After numerous rail explosions involving North Dakota Bakken shale oil, the American Fuel & Petrochemical Manufacturers (AFPM), the trade group for the country's refiners, funded a third-party study. Not surprisingly, their researchers said it didn’t need special handling

But the Department of Transportation (DOT) and the Pipeline and Hazardous Materials Safety Administration (PHMSA) aren’t so sure. Some Bakken oil samples carry a large amount of flammable gas. And some samples had an initial boiling point and flashpoint “that would require handling like the most dangerous flammable liquids.” [Reuters].

The DOT fined 3 oil companies for the way they handled Bakken shale oil, but the penalties were reduced and may be reduced again. It’s unclear how aggressive the federal government will be in holding oil companies and their shippers accountable.

TAKE ACTION TODAY[link to take action] to prevent an increase in oil “bomb” trains and work on improving oil transportation safety in MInnesota. Join with the MN350 community as we work together to protect our people, our communities and our environment.

Planned Rail Expansion in Minnesota

The amount of oil being shipped by railroads is only limited by the number of railroad cars available. “The five American tank car makers have back orders for 48,000 new tank cars through 2014. North American railroads will have the capacity to ship 2 million barrels a day” [source]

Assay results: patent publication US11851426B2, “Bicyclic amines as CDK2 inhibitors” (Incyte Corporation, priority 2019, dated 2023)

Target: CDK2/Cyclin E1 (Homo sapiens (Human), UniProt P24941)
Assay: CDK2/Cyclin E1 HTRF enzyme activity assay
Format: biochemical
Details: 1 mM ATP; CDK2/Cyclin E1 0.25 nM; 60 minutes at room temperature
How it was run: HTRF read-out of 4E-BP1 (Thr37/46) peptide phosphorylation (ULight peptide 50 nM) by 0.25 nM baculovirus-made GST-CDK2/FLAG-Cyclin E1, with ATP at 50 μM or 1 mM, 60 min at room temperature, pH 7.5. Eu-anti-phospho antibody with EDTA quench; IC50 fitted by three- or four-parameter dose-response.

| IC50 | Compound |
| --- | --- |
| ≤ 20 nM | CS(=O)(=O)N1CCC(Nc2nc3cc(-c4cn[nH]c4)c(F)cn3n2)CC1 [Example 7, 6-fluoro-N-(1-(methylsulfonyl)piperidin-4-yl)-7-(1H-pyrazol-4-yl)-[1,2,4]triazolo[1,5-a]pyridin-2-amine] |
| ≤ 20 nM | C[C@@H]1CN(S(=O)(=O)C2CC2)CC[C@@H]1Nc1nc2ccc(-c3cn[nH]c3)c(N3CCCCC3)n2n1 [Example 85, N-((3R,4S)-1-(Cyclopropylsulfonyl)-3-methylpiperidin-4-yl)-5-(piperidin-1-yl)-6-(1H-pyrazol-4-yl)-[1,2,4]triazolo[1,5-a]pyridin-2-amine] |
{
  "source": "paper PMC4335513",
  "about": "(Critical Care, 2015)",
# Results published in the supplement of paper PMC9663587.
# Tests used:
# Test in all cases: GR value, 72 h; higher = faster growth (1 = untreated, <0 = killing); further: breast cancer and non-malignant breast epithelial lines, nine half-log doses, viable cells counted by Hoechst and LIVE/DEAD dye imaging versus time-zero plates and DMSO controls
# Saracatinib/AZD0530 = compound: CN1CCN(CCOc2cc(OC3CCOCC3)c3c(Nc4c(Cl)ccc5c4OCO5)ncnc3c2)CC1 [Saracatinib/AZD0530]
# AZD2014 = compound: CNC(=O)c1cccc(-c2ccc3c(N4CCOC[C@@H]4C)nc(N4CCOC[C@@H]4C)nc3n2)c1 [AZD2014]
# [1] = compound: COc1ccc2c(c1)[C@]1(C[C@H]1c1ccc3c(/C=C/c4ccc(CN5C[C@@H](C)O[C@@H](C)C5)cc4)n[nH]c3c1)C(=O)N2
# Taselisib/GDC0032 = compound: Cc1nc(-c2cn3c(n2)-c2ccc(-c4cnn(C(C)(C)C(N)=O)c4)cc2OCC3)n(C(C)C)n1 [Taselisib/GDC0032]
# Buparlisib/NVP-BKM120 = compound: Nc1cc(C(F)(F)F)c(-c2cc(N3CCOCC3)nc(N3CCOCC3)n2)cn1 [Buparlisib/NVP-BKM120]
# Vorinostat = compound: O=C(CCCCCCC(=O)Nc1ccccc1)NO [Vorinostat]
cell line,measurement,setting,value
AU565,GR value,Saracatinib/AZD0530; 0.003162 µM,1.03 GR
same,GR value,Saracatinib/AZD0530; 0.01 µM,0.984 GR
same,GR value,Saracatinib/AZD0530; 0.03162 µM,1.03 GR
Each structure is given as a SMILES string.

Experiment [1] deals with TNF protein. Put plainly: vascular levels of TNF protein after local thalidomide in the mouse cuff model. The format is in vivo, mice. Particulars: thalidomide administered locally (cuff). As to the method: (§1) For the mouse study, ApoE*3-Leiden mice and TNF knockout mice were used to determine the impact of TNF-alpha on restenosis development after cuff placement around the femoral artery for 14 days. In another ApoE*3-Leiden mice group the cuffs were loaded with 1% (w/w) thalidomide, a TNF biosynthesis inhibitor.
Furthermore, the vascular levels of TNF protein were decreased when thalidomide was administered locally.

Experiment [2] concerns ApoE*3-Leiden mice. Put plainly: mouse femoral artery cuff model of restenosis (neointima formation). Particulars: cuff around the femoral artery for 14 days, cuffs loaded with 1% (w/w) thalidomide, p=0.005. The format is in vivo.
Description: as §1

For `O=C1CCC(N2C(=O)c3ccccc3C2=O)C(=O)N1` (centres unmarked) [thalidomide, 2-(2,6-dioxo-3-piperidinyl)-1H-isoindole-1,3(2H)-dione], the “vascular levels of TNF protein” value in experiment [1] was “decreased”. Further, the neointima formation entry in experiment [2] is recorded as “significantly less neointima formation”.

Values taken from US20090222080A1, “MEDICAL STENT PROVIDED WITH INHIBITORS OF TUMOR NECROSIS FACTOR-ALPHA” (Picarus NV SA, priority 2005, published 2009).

Oil industry testimony before congress shows that they expect a surge in rail shipment of explosive North Dakota shale oil. They will need 84% more tanker cars and they expect to continue to use more than 25,000 outdated and unsafe tanker cars, like the DOT 111 cars  already in operation.

Total North Dakotan Bakken oil production has surpassed one million barrels a day and is expected to surge in the spring and summer of 2014.  That will mean more trains passing through Minnesota. Most of this North Dakota oil ships by railroad, with loading terminals having been built since 2010.

Map found at http://www.dot.state.mn.us/ofrw/maps/MNRailMap.pdf, but it can’t be copied.

Canadian Tar Sands Oil

As of March 2013, there were 32 Canadian oil loading terminals and more being built, including some to load crude from the Fort Murray tar sands region. Both Canadian National (CN) and Canadian Pacific transport Canadian oil into Minnesota. In 2014, Canadian tar sands oil by rail is expected to grow to 200,000 bpd as new loading facilities are built both in Canada and at refineries. Few people know how much of this oil will move through/is moving Minnesota. 200,000 barrels per day would be about 370 rail cars a day, if this were heavy bitumen. 

Heavy tar sands oil can be shipped without diluent or with less diluent than is required in rail cars. Heated rail cars and or heated loading and unloading facilities may be required. Less diluent required (more bitumen transported) lessens the cost to ship the heavy bitumen, making shipping by rail a more attractive option.

Refineries on the East Coast, where there are few pipelines from Canada, are building rail terminals to receive oil. Minnesota and Wisconsin refineries have rail terminals.

The National Energy Board in Canada posts the amount of crude oil exports quarterly- see the chart below showing the exploding growth.

 rail-volume-18KB.png

 

Join with MN350 as we work together to protect our people, our communities and our environment. TAKE ACTION TODAY[link to take action] to hold the railroad industry accountable.